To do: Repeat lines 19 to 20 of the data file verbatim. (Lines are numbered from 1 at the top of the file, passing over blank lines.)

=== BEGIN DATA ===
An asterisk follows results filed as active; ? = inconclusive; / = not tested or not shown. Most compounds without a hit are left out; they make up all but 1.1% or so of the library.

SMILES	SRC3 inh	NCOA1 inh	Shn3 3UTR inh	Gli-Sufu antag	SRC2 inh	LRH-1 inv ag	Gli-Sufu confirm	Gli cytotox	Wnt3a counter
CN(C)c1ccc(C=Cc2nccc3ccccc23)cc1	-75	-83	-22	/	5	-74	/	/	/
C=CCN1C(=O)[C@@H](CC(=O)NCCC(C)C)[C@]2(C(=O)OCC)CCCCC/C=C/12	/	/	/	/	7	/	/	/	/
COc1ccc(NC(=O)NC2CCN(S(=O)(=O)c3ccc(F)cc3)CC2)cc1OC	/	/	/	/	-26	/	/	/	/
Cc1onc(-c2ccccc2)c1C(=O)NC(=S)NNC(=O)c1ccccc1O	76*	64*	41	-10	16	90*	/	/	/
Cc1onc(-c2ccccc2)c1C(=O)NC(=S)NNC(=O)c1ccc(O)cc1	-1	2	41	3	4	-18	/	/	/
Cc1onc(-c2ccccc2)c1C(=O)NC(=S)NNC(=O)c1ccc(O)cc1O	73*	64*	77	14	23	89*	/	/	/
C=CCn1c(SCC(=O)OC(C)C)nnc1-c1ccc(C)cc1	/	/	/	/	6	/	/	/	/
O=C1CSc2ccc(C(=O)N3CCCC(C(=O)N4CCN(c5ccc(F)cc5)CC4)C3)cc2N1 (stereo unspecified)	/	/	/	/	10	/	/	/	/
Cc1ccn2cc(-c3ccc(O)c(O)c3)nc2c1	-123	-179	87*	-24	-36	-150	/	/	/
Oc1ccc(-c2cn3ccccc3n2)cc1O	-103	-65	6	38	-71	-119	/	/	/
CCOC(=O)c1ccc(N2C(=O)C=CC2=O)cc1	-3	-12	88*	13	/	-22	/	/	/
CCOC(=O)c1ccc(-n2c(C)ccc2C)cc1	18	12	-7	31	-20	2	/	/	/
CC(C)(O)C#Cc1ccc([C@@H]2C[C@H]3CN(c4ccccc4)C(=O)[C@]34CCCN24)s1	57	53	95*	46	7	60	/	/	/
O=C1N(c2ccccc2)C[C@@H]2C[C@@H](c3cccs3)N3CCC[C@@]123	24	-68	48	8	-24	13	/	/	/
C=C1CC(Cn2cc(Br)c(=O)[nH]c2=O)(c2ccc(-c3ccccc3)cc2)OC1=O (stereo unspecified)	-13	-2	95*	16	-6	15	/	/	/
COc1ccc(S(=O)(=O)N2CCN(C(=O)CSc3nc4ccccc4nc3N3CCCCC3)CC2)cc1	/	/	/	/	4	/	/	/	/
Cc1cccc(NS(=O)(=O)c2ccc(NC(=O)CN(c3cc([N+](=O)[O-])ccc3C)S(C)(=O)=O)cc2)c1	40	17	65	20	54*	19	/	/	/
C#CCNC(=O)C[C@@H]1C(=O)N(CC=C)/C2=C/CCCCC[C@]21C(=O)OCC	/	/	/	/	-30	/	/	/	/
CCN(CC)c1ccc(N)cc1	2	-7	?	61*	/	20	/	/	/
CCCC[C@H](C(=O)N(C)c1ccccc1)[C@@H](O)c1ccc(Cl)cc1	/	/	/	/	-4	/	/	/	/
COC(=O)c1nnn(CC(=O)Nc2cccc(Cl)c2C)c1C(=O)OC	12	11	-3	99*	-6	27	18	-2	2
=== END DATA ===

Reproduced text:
Cc1cccc(NS(=O)(=O)c2ccc(NC(=O)CN(c3cc([N+](=O)[O-])ccc3C)S(C)(=O)=O)cc2)c1	40	17	65	20	54*	19	/	/	/
C#CCNC(=O)C[C@@H]1C(=O)N(CC=C)/C2=C/CCCCC[C@]21C(=O)OCC	/	/	/	/	-30	/	/	/	/